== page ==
The panda was put under deep anaesthesia to take CT scans and the team decided to "let Tuan Tuan continue to sleep" after the results indicated his condition was "irreversible."
A panda that China gifted to Taiwan 14 years ago as a symbol of what were then warmer ties has died after suffering a spate of seizures.
"Our medical team has confirmed that Tuan Tuan's heart stopped beating at 13:48 (0548 GMT)," Taipei Zoo said in a short statement on Saturday.
He was put under deep anaesthesia to take CT scans and the team decided to "let Tuan Tuan continue to sleep" after the results indicated his condition was "irreversible", zoo officials said.
"It would have been extremely painful and risky for Tuan Tuan to resuscitate him from the anaesthesia," said spokesman Eric Tsao.
Vets first noticed Tuan Tuan, 18, was ill in August, when he began suffering seizures and appeared increasingly unsteady and lethargic.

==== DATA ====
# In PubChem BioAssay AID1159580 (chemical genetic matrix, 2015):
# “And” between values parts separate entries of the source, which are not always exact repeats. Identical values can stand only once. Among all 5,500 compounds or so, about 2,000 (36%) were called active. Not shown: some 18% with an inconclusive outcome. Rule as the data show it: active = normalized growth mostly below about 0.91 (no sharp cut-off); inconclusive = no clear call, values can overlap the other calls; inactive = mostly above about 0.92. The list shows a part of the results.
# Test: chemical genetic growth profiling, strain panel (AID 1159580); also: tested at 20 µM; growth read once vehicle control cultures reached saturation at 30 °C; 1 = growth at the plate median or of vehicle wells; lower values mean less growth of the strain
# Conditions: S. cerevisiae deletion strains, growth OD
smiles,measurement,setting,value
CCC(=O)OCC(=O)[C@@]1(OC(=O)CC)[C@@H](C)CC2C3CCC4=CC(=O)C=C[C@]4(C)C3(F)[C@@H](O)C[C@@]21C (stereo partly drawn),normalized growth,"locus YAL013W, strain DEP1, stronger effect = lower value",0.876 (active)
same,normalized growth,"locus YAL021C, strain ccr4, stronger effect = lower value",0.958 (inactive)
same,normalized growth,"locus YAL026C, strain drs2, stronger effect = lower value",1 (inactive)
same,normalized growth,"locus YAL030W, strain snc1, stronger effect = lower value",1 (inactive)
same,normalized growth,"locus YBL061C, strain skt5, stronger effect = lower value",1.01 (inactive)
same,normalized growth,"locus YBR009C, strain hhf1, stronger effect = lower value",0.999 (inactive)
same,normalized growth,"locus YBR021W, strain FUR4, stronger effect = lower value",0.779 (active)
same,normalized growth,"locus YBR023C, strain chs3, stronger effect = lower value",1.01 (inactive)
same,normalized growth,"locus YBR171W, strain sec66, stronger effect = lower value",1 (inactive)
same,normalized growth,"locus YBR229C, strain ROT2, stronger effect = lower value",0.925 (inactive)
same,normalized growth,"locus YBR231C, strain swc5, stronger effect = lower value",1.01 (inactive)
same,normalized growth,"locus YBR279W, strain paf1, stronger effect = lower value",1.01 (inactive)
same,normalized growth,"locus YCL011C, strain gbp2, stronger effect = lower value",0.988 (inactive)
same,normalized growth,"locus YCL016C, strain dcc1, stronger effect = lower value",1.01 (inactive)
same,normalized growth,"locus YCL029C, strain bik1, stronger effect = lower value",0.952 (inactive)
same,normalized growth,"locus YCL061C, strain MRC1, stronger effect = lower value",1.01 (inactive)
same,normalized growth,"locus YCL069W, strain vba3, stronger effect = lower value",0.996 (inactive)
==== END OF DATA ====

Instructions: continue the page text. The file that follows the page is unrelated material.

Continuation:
Scans showed he had a brain lesion and he was placed on anti-seizure medication.
The zoo suspected Tuan Tuan had a tumour and he was moved into palliative care last month. But more frequent seizures returned in the past few days and medicine could not ease the symptoms.
Tuan Tuan and his breeding mate Yuan Yuan were given to Taiwan by Beijing in late 2008, at a time when relations between the two were more cordial.
Taiwan's top China policy-making body, the Mainland Affairs Council (MAC), hailed the panda's role in improving ties with Beijing.
Tuan Tuan "let everyone know more about giant pandas and help promote exchanges between the two sides... MAC is saddened that he has passed away," it said in a statement.
The panda couple - whose names combined mean "reunion" or "unity" - had become huge stars in Taiwan and Yuan Yuan has given birth to two female cubs.
China has long deployed "panda diplomacy" and the gifting of Tuan Tuan and Yuan Yuan was seen as endorsing the presidency of then Beijing-friendly leader Ma Ying-jeou.
Relations between China and Taiwan have been on ice since 2016 with Beijing severing official communications and government visits between the two sides scrapped.
China views Taiwan as part of its territory and has vowed to one day bring the self-ruled island into the fold.